Valley owner silent at hearing

Investment firm under scrutiny in Denver court

Valley Investments had $21 million in debts at the end of its last fiscal year, Sept. 20, 2008, its former chief financial officer testified Thursday.

It took him only four months to see that the company was in deep financial trouble, Richard Langley testified in a hearing in Denver District Court.

The court-appointed receiver for the company is seeking control of assets believed to have been purchased with company money but owned by the owner or employees of the company.
Langley testified that shortly before he resigned in October, his relationship with Valley Investments owner Philip R. Lochmiller Sr. was minimal.

“We virtually stopped speaking,” Langley said. “They didn’t like a lot of the questions I asked.”

Lochmiller and his son, also Philip R. Lochmiller, and their spouses, are contesting the receivership’s efforts to gain greater control of company and personal assets.

Overshadowing the civil procedure in district court is the continuing criminal investigation into Valley Investments by state and federal authorities.

Philip R. Lochmiller Sr. sat stone-faced during the first day of the hearing as an attorney ticked off a series of questions about his operating of Valley Investments.

Lochmiller was expected to invoke the Fifth Amendment right against self incrimination and answer none of the questions. In the end, Lochmiller said nothing about the Fifth Amendment, but answered only the most minimal of questions.

Lochmiller, 61, previously served three years in a California prison for securities fraud, and state officials have alleged in district court he was selling unregistered securities in Colorado through Valley Investments.

Valley Investments was taken over by the receiver, Rider & Quesenberry, in May after investigations by the Colorado Securities Commissioner and FBI.

Lochmiller is now the target of a federal grand jury investigation, his attorney, Cliff Stricklin of Denver, told the Denver District Court. A transcript of Lochmiller’s testimony “is going to the task force” conducting a criminal investigation into Lochmiller’s activities, Stricklin said.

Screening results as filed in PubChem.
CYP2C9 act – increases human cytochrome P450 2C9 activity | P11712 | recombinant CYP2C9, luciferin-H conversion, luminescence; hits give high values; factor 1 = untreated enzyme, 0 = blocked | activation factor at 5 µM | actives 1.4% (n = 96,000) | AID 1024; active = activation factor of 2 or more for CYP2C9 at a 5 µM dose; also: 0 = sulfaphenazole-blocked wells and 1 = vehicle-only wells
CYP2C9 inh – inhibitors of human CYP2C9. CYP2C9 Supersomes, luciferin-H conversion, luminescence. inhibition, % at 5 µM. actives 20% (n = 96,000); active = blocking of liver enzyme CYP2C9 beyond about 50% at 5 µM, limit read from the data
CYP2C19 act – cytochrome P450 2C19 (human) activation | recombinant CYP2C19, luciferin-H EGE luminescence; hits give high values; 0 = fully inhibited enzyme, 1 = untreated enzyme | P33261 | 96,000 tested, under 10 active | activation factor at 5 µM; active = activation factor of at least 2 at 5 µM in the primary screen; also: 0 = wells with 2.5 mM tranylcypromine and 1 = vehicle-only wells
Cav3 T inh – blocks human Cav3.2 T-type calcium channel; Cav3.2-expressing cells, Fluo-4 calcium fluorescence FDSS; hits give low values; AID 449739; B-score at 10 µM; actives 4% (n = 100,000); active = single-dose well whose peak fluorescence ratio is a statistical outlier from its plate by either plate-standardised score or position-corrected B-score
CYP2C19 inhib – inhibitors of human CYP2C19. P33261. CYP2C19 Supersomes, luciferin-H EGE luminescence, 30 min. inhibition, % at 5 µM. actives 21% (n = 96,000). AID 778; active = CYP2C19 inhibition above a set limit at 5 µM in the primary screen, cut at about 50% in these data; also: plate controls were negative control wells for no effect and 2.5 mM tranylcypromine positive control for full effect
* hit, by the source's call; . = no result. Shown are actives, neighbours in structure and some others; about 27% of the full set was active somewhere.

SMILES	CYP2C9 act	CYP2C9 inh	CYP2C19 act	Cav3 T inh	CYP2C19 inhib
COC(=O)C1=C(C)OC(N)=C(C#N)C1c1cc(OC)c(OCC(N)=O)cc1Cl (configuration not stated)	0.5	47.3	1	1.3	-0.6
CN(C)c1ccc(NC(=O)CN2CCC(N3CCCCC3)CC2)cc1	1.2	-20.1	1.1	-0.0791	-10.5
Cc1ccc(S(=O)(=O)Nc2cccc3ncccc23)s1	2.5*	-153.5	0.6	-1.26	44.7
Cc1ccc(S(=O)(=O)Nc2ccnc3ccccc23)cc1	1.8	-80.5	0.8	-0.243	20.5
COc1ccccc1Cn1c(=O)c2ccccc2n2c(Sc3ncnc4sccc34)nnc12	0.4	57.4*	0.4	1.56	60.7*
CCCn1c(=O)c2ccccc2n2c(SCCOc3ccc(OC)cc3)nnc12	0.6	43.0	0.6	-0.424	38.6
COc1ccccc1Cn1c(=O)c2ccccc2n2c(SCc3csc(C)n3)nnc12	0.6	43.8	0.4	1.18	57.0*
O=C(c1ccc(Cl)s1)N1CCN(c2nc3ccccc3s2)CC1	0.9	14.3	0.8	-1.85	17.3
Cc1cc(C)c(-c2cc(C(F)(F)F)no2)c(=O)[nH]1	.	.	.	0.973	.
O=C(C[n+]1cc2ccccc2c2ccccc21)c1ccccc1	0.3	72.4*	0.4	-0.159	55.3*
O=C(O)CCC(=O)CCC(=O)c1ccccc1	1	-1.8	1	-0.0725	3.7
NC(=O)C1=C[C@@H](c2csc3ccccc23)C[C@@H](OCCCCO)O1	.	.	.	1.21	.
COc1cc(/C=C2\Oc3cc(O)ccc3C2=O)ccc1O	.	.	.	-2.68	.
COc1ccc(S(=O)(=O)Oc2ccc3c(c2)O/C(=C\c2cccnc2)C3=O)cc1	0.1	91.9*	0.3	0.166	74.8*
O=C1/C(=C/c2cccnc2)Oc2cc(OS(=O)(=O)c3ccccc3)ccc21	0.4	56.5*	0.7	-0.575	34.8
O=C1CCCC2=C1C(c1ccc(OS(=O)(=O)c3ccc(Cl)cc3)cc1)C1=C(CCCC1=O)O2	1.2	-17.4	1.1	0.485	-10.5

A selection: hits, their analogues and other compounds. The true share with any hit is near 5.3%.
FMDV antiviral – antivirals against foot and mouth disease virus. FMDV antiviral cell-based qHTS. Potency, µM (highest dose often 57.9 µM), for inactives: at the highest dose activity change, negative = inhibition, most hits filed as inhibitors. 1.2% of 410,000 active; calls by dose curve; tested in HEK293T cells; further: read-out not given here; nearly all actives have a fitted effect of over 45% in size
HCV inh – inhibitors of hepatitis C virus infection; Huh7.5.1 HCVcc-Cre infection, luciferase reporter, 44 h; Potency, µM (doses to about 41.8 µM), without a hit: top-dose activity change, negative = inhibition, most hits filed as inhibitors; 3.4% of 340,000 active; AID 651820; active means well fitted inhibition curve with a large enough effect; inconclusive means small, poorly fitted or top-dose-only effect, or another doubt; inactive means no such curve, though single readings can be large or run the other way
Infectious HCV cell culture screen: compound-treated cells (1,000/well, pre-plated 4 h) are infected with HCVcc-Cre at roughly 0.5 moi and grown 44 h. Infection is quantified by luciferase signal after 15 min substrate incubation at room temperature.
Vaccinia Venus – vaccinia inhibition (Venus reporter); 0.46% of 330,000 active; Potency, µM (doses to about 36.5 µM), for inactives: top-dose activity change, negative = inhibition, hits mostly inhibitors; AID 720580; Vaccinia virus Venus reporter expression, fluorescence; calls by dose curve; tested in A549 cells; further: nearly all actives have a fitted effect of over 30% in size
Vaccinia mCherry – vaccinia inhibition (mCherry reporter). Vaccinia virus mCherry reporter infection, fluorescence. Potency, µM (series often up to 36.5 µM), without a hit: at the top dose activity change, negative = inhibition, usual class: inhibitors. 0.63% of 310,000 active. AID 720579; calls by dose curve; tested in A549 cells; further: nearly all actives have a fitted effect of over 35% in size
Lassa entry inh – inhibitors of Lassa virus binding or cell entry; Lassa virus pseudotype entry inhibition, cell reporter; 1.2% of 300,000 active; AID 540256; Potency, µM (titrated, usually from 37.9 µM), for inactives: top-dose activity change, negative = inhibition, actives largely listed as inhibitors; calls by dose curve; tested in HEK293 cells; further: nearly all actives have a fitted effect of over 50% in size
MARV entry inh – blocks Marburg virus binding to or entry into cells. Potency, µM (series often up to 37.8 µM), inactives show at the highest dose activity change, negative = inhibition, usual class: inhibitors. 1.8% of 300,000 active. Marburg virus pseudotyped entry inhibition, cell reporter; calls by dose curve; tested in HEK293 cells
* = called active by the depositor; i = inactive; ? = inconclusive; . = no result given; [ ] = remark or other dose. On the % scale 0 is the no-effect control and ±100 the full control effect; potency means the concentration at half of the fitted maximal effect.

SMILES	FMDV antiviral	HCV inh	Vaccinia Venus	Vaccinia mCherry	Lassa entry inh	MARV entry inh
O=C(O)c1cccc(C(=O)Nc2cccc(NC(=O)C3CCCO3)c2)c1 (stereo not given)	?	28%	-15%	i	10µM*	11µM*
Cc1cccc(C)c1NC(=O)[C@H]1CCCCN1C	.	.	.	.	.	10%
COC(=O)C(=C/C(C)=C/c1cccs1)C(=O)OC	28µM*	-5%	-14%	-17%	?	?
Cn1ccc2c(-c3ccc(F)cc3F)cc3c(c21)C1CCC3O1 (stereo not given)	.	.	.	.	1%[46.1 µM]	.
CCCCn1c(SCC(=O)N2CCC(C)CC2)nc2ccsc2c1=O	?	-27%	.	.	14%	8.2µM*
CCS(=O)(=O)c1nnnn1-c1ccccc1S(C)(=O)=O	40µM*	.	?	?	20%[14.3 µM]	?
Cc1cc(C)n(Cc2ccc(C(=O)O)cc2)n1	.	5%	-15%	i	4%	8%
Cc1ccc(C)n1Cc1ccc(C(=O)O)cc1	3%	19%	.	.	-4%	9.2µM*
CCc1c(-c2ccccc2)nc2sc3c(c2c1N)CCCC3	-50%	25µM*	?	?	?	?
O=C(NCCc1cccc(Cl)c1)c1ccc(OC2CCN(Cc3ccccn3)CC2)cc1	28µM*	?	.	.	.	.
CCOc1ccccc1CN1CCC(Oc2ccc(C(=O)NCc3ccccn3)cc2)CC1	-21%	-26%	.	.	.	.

Attorney Cecil Morris, who represents the receivership, for more than an hour read a series of unanswered questions into the record while Lochmiller, his sunburned face impassive, said nothing. Lochmiller confirmed his identity and address, and that he operated Valley Investments. Then, Stricklin stopped him from answering any more questions.

Lochmiller contends that the receivership is overstepping its bounds by seeking control of personal assets held by him, his wife, Donna Sue, and his son and daughter-in-law, Philip Rand and Rebecca Lochmiller.

Though he is often referred to as Lochmiller Sr., the elder Lochmiller said he doesn’t go by that name. Then, his attorney interceded.

The younger Lochmiller was not present at the hearing, but his wife was, and they were represented by an attorney. The receivership is preventing Lochmiller Jr. and his wife from selling their Grand Junction house, their attorney said. They have moved to Overland Park, Kan.

The elder Lochmiller made no comment as Morris asked several questions about the sale of a lot in Country Living Park in Mack, which he developed, and about a condominium unit he purchased in Mexico.

Morris asked him whether it was true he had piled up $2.7 million in notes receivable to Valley Investments “to which you never paid a dime?”

Morris also inquired for the record about the proceeds of the sale of a lot in Country Living Park for which he received a check for $136,800.30, which he deposited into his personal bank account.

He also was asked about two separate $100,000 wire transfers from Valley Investments accounts to Mexico for the purchase of the condominium unit there.

Lochmiller left the court immediately after he was excused from the witness chair.

He previously declined to speak to a reporter.

The hearing is scheduled to continue this morning.


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